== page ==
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Severe reaction to intravenous administration of an ionic iodinated contrast agent in two anesthetized dogs

Rachel E. Pollard DVM, PhD, DACVR1 and Peter J. Pascoe BVSc, DACVA2
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  • 1 Department of Surgical and Radiological Sciences, School of Veterinary Medicine, University of California, Davis, CA 95616.
  • | 2 Department of Surgical and Radiological Sciences, School of Veterinary Medicine, University of California, Davis, CA 95616.

Abstract

Case Description—Acute severe systemic reactions developed during IV administration of an ionic iodinated contrast agent (iothalamate meglumine) in 2 dogs undergoing contrast-enhanced computed tomography.

Clinical Findings—Both dogs developed marked changes in heart rate and systolic arterial blood pressure during or immediately after IV administration of the contrast agent. The first dog became profoundly hypertensive and bradycardic with poor oxygenation, apparent bronchospasm, and prolonged diarrhea. The second dog became hypotensive and tachycardic with erythema on the ventral aspect of the abdomen and pelvic limbs, periocular edema, and diarrhea.

Treatment and Outcome—Both dogs were treated for shock by means of IV fluid administration, and anesthesia was discontinued. The first dog was placed on a ventilator to improve oxygenation but was hypertensive and unresponsive for 6.5 hours following contrast agent administration. Bloody diarrhea persisted once consciousness was regained. The dog was discharged 3 days after contrast agent administration, and diarrhea resolved 15 days later. The second dog responded to phenylephrine administration, but urine output appeared low immediately following recovery from anesthesia. Urine output was normal the following day, and the dog was released 36 hours after contrast administration with no residual adverse effects.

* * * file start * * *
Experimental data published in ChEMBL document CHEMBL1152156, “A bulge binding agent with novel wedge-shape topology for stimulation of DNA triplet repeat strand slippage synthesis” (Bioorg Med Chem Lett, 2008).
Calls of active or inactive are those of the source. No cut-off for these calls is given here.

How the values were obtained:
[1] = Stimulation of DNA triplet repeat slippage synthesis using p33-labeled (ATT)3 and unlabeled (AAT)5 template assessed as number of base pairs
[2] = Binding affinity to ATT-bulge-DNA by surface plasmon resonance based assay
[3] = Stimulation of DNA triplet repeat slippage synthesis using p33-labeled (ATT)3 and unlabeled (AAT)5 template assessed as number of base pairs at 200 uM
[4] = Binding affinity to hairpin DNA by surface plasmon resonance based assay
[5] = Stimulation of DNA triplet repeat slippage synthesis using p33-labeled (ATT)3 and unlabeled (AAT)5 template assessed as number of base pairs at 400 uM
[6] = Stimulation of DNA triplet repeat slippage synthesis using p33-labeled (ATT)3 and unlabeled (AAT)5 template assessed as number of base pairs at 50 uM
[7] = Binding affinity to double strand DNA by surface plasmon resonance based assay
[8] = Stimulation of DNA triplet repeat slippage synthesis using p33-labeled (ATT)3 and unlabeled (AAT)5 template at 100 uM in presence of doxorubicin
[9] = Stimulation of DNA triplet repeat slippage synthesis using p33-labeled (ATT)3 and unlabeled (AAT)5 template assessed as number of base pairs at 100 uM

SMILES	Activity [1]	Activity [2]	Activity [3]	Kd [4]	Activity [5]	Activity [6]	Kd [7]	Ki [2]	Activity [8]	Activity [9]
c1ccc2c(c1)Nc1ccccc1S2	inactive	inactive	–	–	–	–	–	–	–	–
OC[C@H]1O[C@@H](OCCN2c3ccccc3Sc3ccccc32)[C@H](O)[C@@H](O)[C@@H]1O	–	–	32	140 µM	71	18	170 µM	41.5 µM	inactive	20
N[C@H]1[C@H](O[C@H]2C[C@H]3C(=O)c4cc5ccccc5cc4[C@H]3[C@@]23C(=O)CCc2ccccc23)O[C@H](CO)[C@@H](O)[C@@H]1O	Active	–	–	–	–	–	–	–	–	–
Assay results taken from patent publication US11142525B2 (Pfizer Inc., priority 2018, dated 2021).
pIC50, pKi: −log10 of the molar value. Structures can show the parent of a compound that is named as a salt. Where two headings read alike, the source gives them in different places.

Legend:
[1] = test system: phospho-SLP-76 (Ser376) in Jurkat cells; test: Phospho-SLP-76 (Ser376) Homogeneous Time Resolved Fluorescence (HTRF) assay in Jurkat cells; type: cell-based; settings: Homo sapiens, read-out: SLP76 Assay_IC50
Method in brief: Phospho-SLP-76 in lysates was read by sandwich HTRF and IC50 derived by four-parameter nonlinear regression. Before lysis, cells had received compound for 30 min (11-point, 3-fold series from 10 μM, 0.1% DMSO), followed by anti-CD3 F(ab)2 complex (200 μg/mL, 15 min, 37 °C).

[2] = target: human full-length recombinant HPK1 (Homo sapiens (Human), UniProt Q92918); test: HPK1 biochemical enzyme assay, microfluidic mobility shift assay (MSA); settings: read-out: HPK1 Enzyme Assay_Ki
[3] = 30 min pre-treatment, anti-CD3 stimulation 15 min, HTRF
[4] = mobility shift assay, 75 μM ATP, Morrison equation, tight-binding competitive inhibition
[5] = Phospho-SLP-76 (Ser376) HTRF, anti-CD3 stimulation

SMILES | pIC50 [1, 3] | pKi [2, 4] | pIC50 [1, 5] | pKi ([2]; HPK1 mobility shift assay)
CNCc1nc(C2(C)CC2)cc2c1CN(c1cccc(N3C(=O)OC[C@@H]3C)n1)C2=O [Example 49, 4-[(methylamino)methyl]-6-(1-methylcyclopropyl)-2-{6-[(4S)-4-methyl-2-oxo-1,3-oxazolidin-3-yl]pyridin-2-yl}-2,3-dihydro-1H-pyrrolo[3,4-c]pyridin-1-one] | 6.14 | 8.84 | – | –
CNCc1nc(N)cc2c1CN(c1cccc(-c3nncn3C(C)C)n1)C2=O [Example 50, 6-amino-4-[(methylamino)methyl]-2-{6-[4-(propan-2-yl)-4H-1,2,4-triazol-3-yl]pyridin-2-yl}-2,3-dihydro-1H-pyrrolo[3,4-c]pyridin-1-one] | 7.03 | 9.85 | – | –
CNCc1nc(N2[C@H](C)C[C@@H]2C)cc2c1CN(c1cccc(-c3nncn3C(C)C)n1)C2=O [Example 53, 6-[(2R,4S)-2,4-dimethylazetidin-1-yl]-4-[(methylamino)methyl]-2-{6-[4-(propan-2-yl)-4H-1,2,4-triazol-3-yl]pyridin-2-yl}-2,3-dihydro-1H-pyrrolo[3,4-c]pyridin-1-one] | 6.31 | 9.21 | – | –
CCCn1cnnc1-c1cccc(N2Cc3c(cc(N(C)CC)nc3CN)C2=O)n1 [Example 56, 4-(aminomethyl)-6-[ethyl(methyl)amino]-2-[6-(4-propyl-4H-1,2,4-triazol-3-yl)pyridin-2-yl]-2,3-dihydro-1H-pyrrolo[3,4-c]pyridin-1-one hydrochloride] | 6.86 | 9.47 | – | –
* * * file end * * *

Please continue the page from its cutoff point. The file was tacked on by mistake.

Clinical Relevance—Findings highlighted the potential risk for severe reactions associated with IV administration of ionic iodinated contrast agents in dogs. Both hypertensive and hypotensive responses were seen. Supportive care for systemic manifestations was effective in these 2 dogs, and extended hospitalization was not necessary.

Abstract

Case Description—Acute severe systemic reactions developed during IV administration of an ionic iodinated contrast agent (iothalamate meglumine) in 2 dogs undergoing contrast-enhanced computed tomography.

Clinical Findings—Both dogs developed marked changes in heart rate and systolic arterial blood pressure during or immediately after IV administration of the contrast agent. The first dog became profoundly hypertensive and bradycardic with poor oxygenation, apparent bronchospasm, and prolonged diarrhea. The second dog became hypotensive and tachycardic with erythema on the ventral aspect of the abdomen and pelvic limbs, periocular edema, and diarrhea.

Treatment and Outcome—Both dogs were treated for shock by means of IV fluid administration, and anesthesia was discontinued. The first dog was placed on a ventilator to improve oxygenation but was hypertensive and unresponsive for 6.5 hours following contrast agent administration. Bloody diarrhea persisted once consciousness was regained. The dog was discharged 3 days after contrast agent administration, and diarrhea resolved 15 days later. The second dog responded to phenylephrine administration, but urine output appeared low immediately following recovery from anesthesia. Urine output was normal the following day, and the dog was released 36 hours after contrast administration with no residual adverse effects.

Clinical Relevance—Findings highlighted the potential risk for severe reactions associated with IV administration of ionic iodinated contrast agents in dogs. Both hypertensive and hypotensive responses were seen. Supportive care for systemic manifestations was effective in these 2 dogs, and extended hospitalization was not necessary.

Contributor Notes

The authors thank Richard Larson, Jason Peters, Patrick Nichols, Jennifer Harrison, and Hoda Bandeh-Ahmadi for technical assistance.

Address correspondence to Dr. Pollard.